Researchers have described several forms of hereditary hypophosphatemic rickets, which are distinguished by their pattern of inheritance and genetic cause. The most common form of the disorder is known as X-linked hypophosphatemic rickets (XLH). It has an X-linked dominant pattern of inheritance. X-linked recessive, autosomal dominant, and autosomal recessive forms of the disorder are much rarer.\n\nAnother rare type of the disorder is known as hereditary hypophosphatemic rickets with hypercalciuria (HHRH). In addition to hypophosphatemia, this condition is characterized by the excretion of high levels of calcium in the urine (hypercalciuria).\n\nOther signs and symptoms of hereditary hypophosphatemic rickets can include premature fusion of the skull bones (craniosynostosis) and dental abnormalities. The disorder may also cause abnormal bone growth where ligaments and tendons attach to joints (enthesopathy). In adults, hypophosphatemia is characterized by a softening of the bones known as osteomalacia.\n\nIn most cases, the signs and symptoms of hereditary hypophosphatemic rickets begin in early childhood. The features of the disorder vary widely, even among affected members of the same family. Mildly affected individuals may have hypophosphatemia without other signs and symptoms. More severely affected children experience slow growth and are shorter than their peers. They develop bone abnormalities that can interfere with movement and cause bone pain. The most noticeable of these abnormalities are bowed legs or knock knees. These abnormalities become apparent with weight-bearing activities such as walking. If untreated, they tend to worsen with time.\n\nHereditary hypophosphatemic rickets is a disorder related to low levels of phosphate in the blood (hypophosphatemia). Phosphate is a mineral that is essential for the normal formation of bones and teeth.
Nephropathic cystinosis
MedGen UID:
419735
Concept ID:
C2931187
Disease or Syndrome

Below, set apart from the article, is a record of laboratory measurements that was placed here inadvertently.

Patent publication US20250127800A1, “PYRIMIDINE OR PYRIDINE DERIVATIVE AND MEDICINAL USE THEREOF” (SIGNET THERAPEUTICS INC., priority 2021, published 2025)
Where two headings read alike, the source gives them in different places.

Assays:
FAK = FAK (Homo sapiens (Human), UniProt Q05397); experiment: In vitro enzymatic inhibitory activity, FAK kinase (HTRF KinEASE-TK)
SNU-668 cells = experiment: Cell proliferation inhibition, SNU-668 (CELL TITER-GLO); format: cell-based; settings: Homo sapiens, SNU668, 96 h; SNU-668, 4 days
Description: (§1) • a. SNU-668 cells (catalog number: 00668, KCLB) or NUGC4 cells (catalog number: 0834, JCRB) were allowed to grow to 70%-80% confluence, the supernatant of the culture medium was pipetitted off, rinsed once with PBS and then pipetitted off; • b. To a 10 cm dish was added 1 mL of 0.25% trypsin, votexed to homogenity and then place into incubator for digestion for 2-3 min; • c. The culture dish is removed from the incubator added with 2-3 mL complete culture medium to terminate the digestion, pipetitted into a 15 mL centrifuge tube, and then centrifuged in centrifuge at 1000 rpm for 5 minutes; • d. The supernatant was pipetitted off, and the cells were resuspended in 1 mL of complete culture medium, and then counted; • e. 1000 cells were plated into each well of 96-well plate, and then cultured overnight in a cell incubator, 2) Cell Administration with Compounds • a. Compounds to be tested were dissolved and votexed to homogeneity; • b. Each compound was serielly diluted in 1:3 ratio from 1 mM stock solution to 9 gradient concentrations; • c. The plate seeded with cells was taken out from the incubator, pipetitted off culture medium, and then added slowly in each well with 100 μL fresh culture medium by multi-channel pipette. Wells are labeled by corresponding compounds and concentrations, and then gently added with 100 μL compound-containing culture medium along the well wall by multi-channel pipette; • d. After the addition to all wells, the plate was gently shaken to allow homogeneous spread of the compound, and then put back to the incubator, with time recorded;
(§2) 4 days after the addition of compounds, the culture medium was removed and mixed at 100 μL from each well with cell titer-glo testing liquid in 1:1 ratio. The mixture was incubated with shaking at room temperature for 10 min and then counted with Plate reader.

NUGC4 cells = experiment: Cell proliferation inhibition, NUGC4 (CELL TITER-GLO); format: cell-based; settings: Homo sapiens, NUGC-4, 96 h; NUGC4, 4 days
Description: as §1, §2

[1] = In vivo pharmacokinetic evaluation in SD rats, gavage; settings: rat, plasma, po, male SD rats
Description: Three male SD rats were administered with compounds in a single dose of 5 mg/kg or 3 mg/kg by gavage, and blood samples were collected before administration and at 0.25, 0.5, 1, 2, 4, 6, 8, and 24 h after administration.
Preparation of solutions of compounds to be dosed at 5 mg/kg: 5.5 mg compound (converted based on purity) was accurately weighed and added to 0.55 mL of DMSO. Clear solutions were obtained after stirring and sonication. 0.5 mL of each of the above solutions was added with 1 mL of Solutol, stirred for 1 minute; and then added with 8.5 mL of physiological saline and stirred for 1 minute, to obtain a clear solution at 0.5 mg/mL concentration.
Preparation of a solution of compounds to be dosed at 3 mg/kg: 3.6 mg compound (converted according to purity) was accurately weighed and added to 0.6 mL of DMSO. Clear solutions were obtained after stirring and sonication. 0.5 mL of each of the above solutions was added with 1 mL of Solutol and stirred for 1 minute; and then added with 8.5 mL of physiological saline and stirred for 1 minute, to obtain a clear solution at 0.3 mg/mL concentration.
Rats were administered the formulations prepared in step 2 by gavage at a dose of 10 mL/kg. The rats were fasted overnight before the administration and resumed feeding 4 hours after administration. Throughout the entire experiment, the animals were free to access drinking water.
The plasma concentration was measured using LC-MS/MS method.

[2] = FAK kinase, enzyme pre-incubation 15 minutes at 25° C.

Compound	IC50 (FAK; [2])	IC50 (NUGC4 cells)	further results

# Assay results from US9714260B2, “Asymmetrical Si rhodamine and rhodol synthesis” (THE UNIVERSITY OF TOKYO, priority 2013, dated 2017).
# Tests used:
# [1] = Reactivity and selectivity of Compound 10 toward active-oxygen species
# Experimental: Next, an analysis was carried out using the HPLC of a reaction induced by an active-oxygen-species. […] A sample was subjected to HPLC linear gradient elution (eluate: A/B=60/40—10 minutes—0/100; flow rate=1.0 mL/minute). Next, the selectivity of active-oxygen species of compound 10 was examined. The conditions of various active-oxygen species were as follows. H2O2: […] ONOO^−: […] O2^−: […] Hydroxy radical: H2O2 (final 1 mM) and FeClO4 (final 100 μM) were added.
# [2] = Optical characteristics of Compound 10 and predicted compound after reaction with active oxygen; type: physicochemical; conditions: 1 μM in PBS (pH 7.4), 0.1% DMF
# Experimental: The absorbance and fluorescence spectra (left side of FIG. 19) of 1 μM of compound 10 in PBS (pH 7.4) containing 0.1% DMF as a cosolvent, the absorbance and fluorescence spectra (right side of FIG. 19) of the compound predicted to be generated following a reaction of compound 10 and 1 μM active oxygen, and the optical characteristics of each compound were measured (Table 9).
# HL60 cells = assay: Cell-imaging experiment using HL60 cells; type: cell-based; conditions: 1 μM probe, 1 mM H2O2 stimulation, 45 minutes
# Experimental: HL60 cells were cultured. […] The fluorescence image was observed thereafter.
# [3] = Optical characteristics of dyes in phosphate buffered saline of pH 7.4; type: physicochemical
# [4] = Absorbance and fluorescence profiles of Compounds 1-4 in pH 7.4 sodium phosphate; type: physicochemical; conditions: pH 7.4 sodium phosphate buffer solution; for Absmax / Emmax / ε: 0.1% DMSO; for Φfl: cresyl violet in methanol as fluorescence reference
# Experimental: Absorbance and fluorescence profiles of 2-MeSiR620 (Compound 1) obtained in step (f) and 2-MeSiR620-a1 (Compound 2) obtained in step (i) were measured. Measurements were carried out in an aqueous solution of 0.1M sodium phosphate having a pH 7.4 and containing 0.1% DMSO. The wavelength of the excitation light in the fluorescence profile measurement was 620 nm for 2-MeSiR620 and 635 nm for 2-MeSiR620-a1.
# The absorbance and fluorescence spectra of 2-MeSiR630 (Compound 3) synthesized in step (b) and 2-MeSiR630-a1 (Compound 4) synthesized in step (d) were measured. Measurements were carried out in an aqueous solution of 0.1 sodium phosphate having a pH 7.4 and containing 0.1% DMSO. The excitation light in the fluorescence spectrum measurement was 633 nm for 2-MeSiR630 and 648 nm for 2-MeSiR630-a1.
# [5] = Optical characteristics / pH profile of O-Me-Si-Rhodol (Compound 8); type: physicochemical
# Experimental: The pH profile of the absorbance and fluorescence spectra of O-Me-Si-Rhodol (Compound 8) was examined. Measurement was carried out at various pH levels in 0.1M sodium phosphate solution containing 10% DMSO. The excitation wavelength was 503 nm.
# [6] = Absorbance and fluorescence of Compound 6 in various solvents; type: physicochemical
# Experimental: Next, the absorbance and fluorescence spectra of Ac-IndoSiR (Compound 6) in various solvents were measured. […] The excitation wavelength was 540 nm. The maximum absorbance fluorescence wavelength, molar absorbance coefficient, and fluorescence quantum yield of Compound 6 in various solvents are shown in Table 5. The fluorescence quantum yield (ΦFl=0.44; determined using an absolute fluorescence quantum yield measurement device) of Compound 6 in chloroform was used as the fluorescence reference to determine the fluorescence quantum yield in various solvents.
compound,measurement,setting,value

Cystinosis comprises three allelic phenotypes: Nephropathic cystinosis in untreated children is characterized by renal Fanconi syndrome, poor growth, hypophosphatemic/calcipenic rickets, impaired glomerular function resulting in complete glomerular failure, and accumulation of cystine in almost all cells, leading to cellular dysfunction with tissue and organ impairment. The typical untreated child has short stature, rickets, and photophobia. Failure to thrive is generally noticed after approximately age six months; signs of renal tubular Fanconi syndrome (polyuria, polydipsia, dehydration, and acidosis) appear as early as age six months; corneal crystals can be present before age one year and are always present after age 16 months. Prior to the use of renal transplantation and cystine-depleting therapy, the life span in nephropathic cystinosis was no longer than ten years. With these interventions, affected individuals can survive at least into the mid-forties or fifties with satisfactory quality of life. Intermediate cystinosis is characterized by all the typical manifestations of nephropathic cystinosis, but onset is at a later age. Renal glomerular failure occurs in all untreated affected individuals, usually between ages 15 and 25 years. The non-nephropathic (ocular) form of cystinosis is characterized clinically only by photophobia resulting from corneal cystine crystal accumulation.